Ensure you also record all the steps you implement to securely store PHI, including email communications.
- Receive Patient Consent
Patients who consent to receive emails from you that may include their personal medical information must sign a written authorization form. Additionally, they should be aware that the email provider they currently use, such as Google, Microsoft Outlook, or Yahoo, may not be protected.
The patient may decide to deny the authorization, in which case you must provide an alternative secure method for communication with them. A standard alternative is implementing a secure online portal with its own password and account.
- Sign a Business Associate Agreement with Your Email Provider
Before sending ePHI via a third-party email service, you should enforce a HIPAA-compliant Business Associate Agreement (BAA). A BAA states that the service provider oversees using administrative, physical, and technical security measures to ensure the confidentiality, integrity, and availability of ePHI.
Consider a different option if an email service provider or compliant email vendor refuses to sign a BAA.
- Safeguard Devices with Access to PHI
A common HIPAA violation occurs when employee devices with PHI are stolen. You must find an effective method to secure employee devices, such as laptops, USB devices, and phones. Although you won’t be penalized for the theft, you will certainly be penalized for failing to adequately secure the stolen devices with encryption, passwords, or other safeguard methods.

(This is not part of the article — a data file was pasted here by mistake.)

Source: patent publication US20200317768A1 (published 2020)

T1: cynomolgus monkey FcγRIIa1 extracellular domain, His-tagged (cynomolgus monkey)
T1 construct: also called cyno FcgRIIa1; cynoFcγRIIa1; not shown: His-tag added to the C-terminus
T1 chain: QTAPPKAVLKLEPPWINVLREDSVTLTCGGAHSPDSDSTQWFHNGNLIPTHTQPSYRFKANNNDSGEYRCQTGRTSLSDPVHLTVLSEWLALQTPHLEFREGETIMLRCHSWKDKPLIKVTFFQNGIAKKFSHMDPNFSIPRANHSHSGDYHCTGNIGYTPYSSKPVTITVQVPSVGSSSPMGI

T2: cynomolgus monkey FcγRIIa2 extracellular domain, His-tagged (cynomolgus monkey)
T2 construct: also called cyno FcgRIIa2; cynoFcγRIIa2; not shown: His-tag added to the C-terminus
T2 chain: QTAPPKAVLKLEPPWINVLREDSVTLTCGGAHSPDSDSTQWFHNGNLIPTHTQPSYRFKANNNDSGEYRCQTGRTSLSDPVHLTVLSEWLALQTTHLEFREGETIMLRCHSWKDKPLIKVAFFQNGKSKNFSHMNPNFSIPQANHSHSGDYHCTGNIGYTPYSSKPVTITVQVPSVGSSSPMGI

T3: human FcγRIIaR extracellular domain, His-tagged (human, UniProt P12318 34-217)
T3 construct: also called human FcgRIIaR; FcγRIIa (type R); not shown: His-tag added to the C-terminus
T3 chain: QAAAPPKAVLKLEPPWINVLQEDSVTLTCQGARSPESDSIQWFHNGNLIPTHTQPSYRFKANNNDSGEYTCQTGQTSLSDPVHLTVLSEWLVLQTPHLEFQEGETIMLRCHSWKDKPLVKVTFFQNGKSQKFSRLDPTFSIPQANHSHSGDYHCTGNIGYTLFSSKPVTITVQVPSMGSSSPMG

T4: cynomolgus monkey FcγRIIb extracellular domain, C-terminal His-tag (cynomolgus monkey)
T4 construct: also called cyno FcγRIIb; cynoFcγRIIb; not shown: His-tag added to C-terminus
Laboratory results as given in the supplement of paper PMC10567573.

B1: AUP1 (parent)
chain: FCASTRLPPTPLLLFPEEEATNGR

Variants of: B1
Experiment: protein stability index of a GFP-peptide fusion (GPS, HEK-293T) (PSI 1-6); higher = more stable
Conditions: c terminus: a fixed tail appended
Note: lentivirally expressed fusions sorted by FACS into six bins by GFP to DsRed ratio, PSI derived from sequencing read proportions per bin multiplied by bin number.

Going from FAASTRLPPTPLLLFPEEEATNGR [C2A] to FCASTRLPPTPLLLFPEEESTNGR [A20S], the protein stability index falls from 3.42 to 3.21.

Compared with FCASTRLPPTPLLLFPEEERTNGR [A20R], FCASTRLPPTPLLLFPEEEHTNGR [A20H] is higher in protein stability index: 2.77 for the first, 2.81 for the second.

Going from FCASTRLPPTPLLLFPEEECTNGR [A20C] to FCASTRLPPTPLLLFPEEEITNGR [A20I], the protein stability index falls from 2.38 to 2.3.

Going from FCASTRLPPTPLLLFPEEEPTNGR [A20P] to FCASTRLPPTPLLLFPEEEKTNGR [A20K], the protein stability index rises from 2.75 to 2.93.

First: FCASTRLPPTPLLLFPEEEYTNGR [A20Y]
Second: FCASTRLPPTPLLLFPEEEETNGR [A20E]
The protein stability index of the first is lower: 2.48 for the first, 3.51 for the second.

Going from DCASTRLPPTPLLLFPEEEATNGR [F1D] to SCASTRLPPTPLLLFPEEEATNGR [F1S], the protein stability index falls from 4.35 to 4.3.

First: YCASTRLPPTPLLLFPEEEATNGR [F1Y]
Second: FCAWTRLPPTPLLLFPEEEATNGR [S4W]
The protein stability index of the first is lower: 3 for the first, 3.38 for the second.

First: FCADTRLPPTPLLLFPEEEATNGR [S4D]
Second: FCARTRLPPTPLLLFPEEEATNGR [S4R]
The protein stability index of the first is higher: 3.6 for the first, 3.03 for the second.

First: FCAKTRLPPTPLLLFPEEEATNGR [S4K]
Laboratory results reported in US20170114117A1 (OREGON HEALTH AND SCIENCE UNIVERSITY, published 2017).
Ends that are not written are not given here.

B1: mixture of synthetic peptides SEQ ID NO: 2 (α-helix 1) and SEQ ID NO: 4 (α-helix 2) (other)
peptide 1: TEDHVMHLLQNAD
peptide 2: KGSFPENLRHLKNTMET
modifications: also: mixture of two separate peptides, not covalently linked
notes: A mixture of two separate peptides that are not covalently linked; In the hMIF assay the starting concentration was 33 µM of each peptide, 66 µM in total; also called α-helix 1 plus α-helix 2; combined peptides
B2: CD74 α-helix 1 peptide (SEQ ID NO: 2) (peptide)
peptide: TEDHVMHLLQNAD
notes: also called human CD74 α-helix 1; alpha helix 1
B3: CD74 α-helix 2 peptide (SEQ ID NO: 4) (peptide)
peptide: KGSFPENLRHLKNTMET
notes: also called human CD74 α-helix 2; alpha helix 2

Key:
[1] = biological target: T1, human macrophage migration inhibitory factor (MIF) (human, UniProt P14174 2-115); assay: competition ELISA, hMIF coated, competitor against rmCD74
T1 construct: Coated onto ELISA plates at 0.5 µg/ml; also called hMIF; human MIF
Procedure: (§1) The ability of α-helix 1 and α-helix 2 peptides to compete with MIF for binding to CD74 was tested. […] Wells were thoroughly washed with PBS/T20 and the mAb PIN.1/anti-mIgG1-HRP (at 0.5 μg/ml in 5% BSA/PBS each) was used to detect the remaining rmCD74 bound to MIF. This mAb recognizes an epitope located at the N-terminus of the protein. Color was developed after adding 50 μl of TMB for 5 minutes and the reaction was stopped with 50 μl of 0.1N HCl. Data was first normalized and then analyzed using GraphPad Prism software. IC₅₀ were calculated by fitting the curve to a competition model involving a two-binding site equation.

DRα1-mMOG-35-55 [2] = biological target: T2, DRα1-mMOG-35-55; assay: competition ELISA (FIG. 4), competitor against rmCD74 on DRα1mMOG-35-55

- Provide Staff Training
As part of HIPAA compliance, staff training must be implemented every year and completed by everyone. The training should cover various topics, such as how to safeguard devices, who has access to information, and what can and cannot be included in emails to different entities.
Staff should understand how to follow HIPAA compliance email policies, therefore including a topic on how to identify and avoid email phishing scams will be valuable.
- Seek Legal Advice from a Healthcare Attorney
It is highly advised that you consult with a healthcare attorney who specializes in HIPAA if you are unaware of HIPAA requirements, therefore they can inform you of your responsibilities and the needs of HIPAA secure emails.
For more information on HIPAA compliant emails, go to the U.S. Department of Health & Human Services website or stay on the right side of the law with the comprehensive courses offered through HIPAA Exams.
- THE RADICATI GROUP, INC. (2021). Email statistics report, 2021-2025 executive summary – radicati. Retrieved October 23, 2022, from https://www.radicati.com/wp/wp-content/uploads/2021/Email_Statistics_Report,_2021-2025_Executive_Summary.pdf
- Greevy, H. (2022, September 14). 2019 HIPAA breach report: A year in Review. Retrieved October 23, 2022, from https://www.paubox.com/resources/2019-hipaa-breach-report-a-year-in-review/
- Alton, L. (2022, June 17). Email remains the top communication tool for businesses – here’s why. Retrieved October 23, 2022, from https://theamericangenius.com/business-news/email-remains-top-communication-tool-businesses/
- (OCR), O. for C. R. (2022, October 20). Summary of the HIPAA security rule. HHS.gov. Retrieved October 23, 2022, from https://www.hhs.gov/hipaa/for-professionals/security/laws-regulations/index.html#:~:text=The%20Security%20Rule%20protects%20a,%22%20(e%2DPHI).